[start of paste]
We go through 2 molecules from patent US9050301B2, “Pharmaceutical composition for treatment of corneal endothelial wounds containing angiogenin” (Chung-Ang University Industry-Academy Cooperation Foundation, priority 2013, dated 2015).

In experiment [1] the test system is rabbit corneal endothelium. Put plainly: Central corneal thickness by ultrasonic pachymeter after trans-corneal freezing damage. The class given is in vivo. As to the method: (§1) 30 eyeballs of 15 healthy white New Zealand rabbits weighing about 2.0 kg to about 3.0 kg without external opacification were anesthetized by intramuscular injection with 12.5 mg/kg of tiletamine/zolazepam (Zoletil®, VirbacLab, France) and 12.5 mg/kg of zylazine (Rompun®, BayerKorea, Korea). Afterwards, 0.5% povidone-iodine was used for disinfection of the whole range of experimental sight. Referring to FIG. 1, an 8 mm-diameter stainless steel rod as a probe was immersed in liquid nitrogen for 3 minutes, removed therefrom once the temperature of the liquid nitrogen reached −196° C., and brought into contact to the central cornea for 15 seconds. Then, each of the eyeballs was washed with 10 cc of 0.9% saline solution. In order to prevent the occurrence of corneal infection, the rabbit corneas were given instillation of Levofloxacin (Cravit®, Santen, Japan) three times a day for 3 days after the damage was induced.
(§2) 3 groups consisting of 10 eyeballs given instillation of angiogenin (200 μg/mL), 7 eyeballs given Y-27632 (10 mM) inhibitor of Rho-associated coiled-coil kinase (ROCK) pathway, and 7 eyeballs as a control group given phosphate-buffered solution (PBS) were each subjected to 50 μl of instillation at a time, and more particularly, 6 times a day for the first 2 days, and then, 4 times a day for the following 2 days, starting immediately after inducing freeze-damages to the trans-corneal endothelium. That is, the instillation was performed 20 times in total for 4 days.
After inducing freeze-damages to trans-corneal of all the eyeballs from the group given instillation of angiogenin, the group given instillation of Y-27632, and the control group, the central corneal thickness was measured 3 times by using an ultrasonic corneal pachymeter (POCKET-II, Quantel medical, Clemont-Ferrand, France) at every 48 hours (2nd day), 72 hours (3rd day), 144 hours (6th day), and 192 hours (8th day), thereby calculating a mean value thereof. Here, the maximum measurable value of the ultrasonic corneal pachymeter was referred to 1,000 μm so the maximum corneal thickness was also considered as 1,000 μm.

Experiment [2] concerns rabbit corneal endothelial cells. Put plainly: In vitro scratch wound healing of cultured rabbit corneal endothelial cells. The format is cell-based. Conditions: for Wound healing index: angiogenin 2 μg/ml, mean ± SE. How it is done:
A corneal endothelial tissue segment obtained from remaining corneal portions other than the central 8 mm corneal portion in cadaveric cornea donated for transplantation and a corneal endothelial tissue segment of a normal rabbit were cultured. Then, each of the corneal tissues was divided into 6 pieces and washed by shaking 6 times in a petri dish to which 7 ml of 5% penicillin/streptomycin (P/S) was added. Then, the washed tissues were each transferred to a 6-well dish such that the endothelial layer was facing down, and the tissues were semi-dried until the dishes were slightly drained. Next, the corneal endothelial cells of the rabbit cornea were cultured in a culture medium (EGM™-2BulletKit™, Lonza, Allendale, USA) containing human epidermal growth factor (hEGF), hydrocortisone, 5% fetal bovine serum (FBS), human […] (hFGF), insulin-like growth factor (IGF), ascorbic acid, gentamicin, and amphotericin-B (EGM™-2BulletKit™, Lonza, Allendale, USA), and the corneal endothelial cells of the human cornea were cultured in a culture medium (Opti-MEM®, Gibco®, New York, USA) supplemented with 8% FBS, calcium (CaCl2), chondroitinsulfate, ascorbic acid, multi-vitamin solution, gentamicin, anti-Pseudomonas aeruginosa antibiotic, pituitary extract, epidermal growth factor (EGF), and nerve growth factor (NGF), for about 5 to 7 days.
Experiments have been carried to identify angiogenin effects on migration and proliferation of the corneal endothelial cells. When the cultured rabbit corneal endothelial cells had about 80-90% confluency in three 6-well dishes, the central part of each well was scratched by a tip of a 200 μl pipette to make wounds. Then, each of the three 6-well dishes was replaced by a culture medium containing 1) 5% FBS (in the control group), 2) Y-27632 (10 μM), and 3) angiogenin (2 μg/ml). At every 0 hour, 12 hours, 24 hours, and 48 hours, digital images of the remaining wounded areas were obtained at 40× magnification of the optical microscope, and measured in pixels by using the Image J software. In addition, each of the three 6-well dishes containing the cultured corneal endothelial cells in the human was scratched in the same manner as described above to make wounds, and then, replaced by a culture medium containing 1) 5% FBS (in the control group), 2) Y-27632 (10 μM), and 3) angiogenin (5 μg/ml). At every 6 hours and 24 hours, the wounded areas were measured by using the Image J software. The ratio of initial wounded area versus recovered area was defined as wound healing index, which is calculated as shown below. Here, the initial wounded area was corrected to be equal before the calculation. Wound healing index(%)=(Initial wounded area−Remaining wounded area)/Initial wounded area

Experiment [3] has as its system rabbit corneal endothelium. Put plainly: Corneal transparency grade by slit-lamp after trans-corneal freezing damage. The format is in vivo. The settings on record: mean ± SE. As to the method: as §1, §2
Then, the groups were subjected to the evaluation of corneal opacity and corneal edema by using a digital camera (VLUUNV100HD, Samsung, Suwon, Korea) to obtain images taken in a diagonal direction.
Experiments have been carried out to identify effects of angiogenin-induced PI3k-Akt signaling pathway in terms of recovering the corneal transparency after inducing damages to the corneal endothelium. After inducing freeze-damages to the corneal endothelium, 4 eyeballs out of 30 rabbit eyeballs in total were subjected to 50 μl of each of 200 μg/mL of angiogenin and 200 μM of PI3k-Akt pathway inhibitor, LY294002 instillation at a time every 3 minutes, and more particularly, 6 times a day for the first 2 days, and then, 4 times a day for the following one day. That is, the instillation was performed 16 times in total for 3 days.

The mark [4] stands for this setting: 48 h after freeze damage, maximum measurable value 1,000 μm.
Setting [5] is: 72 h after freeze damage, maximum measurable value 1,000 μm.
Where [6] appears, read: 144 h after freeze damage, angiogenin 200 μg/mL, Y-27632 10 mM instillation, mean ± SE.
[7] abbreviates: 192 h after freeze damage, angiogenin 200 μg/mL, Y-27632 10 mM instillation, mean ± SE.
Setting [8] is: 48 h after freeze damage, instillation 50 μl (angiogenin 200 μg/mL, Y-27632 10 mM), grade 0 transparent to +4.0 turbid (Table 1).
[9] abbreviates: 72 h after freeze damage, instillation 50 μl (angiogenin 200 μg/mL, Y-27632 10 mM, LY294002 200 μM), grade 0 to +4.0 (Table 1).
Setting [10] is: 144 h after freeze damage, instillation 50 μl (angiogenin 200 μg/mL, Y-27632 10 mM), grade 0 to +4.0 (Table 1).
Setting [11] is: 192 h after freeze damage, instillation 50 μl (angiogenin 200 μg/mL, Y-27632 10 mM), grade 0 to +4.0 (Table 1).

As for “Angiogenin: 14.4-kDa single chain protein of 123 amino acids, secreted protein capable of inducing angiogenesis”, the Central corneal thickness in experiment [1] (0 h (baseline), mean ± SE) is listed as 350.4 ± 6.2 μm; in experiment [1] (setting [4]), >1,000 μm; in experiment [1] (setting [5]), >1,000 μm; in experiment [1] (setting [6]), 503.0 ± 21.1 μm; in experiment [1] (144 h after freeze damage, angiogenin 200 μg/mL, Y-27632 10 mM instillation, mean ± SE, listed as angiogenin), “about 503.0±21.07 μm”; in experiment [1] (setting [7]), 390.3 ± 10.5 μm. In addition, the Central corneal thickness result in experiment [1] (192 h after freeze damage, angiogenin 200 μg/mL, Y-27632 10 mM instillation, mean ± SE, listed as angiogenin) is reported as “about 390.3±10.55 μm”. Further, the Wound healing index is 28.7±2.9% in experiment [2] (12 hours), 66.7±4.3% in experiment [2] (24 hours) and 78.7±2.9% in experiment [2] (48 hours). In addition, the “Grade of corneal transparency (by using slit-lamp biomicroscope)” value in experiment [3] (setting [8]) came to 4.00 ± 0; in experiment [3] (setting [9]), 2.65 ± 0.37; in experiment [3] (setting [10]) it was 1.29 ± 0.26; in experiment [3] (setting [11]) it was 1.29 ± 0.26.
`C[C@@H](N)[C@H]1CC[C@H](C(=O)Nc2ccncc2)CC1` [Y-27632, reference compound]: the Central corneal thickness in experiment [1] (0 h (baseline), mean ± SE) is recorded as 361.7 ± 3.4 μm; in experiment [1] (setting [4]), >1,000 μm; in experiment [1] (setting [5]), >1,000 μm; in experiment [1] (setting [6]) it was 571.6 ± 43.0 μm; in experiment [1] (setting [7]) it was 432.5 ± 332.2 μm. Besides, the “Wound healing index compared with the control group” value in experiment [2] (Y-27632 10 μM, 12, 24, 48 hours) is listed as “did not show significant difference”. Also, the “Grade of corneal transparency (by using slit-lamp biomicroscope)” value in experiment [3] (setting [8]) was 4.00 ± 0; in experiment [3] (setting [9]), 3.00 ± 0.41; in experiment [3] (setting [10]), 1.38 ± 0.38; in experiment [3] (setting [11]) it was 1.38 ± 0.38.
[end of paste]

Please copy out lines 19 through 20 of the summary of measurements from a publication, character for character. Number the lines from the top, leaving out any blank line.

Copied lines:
As for “Angiogenin: 14.4-kDa single chain protein of 123 amino acids, secreted protein capable of inducing angiogenesis”, the Central corneal thickness in experiment [1] (0 h (baseline), mean ± SE) is listed as 350.4 ± 6.2 μm; in experiment [1] (setting [4]), >1,000 μm; in experiment [1] (setting [5]), >1,000 μm; in experiment [1] (setting [6]), 503.0 ± 21.1 μm; in experiment [1] (144 h after freeze damage, angiogenin 200 μg/mL, Y-27632 10 mM instillation, mean ± SE, listed as angiogenin), “about 503.0±21.07 μm”; in experiment [1] (setting [7]), 390.3 ± 10.5 μm. In addition, the Central corneal thickness result in experiment [1] (192 h after freeze damage, angiogenin 200 μg/mL, Y-27632 10 mM instillation, mean ± SE, listed as angiogenin) is reported as “about 390.3±10.55 μm”. Further, the Wound healing index is 28.7±2.9% in experiment [2] (12 hours), 66.7±4.3% in experiment [2] (24 hours) and 78.7±2.9% in experiment [2] (48 hours). In addition, the “Grade of corneal transparency (by using slit-lamp biomicroscope)” value in experiment [3] (setting [8]) came to 4.00 ± 0; in experiment [3] (setting [9]), 2.65 ± 0.37; in experiment [3] (setting [10]) it was 1.29 ± 0.26; in experiment [3] (setting [11]) it was 1.29 ± 0.26.
`C[C@@H](N)[C@H]1CC[C@H](C(=O)Nc2ccncc2)CC1` [Y-27632, reference compound]: the Central corneal thickness in experiment [1] (0 h (baseline), mean ± SE) is recorded as 361.7 ± 3.4 μm; in experiment [1] (setting [4]), >1,000 μm; in experiment [1] (setting [5]), >1,000 μm; in experiment [1] (setting [6]) it was 571.6 ± 43.0 μm; in experiment [1] (setting [7]) it was 432.5 ± 332.2 μm. Besides, the “Wound healing index compared with the control group” value in experiment [2] (Y-27632 10 μM, 12, 24, 48 hours) is listed as “did not show significant difference”. Also, the “Grade of corneal transparency (by using slit-lamp biomicroscope)” value in experiment [3] (setting [8]) was 4.00 ± 0; in experiment [3] (setting [9]), 3.00 ± 0.41; in experiment [3] (setting [10]), 1.38 ± 0.38; in experiment [3] (setting [11]) it was 1.38 ± 0.38.